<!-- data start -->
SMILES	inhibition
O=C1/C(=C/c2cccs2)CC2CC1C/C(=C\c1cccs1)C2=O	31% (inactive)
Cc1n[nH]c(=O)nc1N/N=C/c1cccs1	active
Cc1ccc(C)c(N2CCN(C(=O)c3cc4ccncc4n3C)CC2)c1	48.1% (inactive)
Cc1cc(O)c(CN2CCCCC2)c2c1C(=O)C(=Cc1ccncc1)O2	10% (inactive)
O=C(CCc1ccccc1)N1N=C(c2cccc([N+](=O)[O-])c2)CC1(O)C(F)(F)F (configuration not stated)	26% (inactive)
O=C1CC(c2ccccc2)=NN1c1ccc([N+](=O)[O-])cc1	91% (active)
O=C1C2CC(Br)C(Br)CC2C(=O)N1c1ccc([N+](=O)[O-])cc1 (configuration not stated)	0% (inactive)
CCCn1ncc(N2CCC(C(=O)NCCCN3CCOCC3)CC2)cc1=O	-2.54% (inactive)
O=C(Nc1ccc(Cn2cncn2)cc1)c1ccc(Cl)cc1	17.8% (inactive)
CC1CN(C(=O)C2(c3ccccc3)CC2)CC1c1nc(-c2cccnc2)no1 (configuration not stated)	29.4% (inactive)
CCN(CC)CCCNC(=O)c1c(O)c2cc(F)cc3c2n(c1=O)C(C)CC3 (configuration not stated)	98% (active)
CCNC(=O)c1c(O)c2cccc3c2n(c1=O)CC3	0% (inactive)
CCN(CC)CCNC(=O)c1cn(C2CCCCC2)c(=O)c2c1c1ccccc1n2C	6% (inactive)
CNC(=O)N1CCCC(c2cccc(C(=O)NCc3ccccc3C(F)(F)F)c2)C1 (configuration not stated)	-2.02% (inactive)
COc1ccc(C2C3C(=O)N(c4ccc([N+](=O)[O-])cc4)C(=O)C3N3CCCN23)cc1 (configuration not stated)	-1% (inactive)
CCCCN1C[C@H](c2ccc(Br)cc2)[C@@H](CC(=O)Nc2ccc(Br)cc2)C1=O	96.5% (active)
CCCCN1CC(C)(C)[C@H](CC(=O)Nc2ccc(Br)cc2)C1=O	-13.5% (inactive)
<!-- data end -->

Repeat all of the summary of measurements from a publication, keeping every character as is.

SMILES	inhibition
O=C1/C(=C/c2cccs2)CC2CC1C/C(=C\c1cccs1)C2=O	31% (inactive)
Cc1n[nH]c(=O)nc1N/N=C/c1cccs1	active
Cc1ccc(C)c(N2CCN(C(=O)c3cc4ccncc4n3C)CC2)c1	48.1% (inactive)
Cc1cc(O)c(CN2CCCCC2)c2c1C(=O)C(=Cc1ccncc1)O2	10% (inactive)
O=C(CCc1ccccc1)N1N=C(c2cccc([N+](=O)[O-])c2)CC1(O)C(F)(F)F (configuration not stated)	26% (inactive)
O=C1CC(c2ccccc2)=NN1c1ccc([N+](=O)[O-])cc1	91% (active)
O=C1C2CC(Br)C(Br)CC2C(=O)N1c1ccc([N+](=O)[O-])cc1 (configuration not stated)	0% (inactive)
CCCn1ncc(N2CCC(C(=O)NCCCN3CCOCC3)CC2)cc1=O	-2.54% (inactive)
O=C(Nc1ccc(Cn2cncn2)cc1)c1ccc(Cl)cc1	17.8% (inactive)
CC1CN(C(=O)C2(c3ccccc3)CC2)CC1c1nc(-c2cccnc2)no1 (configuration not stated)	29.4% (inactive)
CCN(CC)CCCNC(=O)c1c(O)c2cc(F)cc3c2n(c1=O)C(C)CC3 (configuration not stated)	98% (active)
CCNC(=O)c1c(O)c2cccc3c2n(c1=O)CC3	0% (inactive)
CCN(CC)CCNC(=O)c1cn(C2CCCCC2)c(=O)c2c1c1ccccc1n2C	6% (inactive)
CNC(=O)N1CCCC(c2cccc(C(=O)NCc3ccccc3C(F)(F)F)c2)C1 (configuration not stated)	-2.02% (inactive)
COc1ccc(C2C3C(=O)N(c4ccc([N+](=O)[O-])cc4)C(=O)C3N3CCCN23)cc1 (configuration not stated)	-1% (inactive)
CCCCN1C[C@H](c2ccc(Br)cc2)[C@@H](CC(=O)Nc2ccc(Br)cc2)C1=O	96.5% (active)
CCCCN1CC(C)(C)[C@H](CC(=O)Nc2ccc(Br)cc2)C1=O	-13.5% (inactive)